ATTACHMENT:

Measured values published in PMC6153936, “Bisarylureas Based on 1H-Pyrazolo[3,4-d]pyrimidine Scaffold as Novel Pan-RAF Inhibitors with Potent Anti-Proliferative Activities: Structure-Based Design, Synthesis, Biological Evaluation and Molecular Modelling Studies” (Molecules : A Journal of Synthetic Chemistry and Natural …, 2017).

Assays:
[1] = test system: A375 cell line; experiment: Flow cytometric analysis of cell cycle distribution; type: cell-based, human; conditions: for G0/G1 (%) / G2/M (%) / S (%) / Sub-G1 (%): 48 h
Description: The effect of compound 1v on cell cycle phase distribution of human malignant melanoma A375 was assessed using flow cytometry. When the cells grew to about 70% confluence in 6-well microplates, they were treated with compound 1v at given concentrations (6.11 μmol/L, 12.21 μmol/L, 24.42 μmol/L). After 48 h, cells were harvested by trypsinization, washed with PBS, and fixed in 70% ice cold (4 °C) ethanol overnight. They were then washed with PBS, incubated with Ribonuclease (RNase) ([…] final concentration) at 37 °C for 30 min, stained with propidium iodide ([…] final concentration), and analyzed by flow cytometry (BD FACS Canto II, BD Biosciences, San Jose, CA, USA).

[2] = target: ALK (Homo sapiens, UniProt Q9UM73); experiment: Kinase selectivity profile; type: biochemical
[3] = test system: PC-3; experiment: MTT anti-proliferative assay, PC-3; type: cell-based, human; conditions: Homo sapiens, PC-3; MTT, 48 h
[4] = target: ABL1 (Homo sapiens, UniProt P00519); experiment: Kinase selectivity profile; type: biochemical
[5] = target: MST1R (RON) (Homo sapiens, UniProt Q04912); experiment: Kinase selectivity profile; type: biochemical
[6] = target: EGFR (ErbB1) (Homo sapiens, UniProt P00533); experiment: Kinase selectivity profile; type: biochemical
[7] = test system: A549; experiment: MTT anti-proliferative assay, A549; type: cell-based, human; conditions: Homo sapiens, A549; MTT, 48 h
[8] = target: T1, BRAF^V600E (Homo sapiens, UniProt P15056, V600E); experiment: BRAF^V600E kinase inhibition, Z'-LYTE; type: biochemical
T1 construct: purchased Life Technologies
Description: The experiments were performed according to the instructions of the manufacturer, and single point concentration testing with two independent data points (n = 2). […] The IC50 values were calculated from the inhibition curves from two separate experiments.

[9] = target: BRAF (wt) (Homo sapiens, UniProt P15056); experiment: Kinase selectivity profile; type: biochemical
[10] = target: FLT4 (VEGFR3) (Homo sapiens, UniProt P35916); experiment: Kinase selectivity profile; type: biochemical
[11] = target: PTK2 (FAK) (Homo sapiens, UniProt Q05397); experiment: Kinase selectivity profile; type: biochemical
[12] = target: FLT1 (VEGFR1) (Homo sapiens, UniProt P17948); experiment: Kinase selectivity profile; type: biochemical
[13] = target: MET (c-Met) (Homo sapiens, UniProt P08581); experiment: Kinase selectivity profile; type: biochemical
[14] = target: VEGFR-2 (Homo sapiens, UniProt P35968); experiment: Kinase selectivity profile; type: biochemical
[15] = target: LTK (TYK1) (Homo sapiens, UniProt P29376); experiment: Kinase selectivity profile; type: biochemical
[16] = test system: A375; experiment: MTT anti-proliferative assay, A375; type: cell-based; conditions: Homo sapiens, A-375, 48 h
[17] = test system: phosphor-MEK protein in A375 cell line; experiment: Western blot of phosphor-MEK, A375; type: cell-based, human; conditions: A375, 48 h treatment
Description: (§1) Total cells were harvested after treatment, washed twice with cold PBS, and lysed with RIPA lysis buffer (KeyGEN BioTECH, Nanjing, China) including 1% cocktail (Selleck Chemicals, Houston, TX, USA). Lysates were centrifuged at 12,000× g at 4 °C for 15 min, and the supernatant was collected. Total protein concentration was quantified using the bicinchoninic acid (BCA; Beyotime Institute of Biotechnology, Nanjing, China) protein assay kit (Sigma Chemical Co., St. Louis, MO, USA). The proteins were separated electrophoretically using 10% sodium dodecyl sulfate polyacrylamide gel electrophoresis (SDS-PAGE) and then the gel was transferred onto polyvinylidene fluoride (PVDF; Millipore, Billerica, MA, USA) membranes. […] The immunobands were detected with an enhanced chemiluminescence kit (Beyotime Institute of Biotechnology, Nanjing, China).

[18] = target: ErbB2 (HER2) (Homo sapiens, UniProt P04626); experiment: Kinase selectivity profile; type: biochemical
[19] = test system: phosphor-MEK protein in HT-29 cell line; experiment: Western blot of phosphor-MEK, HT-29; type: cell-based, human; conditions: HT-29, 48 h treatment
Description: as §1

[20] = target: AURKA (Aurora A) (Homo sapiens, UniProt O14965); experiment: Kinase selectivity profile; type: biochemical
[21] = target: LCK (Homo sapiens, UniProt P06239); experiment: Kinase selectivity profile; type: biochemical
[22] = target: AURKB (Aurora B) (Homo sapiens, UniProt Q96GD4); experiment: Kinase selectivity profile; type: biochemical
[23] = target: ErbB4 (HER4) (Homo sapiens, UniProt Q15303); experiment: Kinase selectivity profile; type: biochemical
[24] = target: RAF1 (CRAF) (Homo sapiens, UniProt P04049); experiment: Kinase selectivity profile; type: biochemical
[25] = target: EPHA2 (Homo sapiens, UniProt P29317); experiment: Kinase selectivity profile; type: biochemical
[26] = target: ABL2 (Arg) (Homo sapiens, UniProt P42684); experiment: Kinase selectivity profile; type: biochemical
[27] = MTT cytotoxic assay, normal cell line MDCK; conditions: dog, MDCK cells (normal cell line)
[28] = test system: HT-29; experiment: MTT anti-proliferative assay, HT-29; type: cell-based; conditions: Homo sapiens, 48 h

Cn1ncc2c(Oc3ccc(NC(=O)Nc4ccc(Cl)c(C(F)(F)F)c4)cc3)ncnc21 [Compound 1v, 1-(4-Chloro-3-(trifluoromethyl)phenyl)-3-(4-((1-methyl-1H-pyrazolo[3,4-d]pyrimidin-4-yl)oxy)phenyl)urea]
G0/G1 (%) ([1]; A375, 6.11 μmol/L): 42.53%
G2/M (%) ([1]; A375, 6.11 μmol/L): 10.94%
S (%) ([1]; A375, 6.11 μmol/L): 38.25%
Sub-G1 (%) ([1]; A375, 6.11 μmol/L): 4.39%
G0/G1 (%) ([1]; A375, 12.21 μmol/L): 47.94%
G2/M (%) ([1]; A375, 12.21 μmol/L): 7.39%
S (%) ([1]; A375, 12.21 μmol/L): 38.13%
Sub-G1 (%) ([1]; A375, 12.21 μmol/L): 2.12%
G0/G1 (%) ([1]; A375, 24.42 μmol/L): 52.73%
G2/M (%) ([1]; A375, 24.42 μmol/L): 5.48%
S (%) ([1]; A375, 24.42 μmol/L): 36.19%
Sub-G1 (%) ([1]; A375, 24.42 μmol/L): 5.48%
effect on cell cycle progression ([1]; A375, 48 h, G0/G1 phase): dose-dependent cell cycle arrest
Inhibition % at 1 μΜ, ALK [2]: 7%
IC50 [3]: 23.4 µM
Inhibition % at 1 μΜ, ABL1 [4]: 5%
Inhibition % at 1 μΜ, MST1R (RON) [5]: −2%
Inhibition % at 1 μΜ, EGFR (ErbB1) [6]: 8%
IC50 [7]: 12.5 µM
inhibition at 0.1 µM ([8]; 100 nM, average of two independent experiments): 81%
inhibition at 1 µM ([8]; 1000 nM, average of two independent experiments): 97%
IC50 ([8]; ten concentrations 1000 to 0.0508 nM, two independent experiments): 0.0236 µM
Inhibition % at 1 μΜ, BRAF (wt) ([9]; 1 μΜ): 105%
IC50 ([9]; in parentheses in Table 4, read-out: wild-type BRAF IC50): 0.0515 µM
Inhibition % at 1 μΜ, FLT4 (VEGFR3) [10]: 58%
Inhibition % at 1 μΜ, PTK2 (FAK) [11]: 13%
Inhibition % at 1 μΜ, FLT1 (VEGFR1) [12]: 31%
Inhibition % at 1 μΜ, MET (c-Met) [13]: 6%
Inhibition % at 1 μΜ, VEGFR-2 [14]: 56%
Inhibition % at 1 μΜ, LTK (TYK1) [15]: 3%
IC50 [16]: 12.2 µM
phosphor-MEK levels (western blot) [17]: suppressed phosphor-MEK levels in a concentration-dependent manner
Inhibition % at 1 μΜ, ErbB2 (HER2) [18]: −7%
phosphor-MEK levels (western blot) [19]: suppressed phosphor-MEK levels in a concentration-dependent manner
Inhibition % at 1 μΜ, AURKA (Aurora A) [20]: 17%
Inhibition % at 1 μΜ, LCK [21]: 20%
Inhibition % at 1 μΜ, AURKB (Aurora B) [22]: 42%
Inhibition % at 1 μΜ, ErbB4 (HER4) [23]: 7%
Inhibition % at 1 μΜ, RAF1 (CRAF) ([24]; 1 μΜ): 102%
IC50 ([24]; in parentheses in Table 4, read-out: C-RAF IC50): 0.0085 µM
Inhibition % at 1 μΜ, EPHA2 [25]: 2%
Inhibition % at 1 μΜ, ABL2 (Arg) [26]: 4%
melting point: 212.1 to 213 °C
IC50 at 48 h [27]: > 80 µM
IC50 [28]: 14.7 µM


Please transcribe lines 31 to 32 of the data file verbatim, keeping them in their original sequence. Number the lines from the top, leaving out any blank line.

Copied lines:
[24] = target: RAF1 (CRAF) (Homo sapiens, UniProt P04049); experiment: Kinase selectivity profile; type: biochemical
[25] = target: EPHA2 (Homo sapiens, UniProt P29317); experiment: Kinase selectivity profile; type: biochemical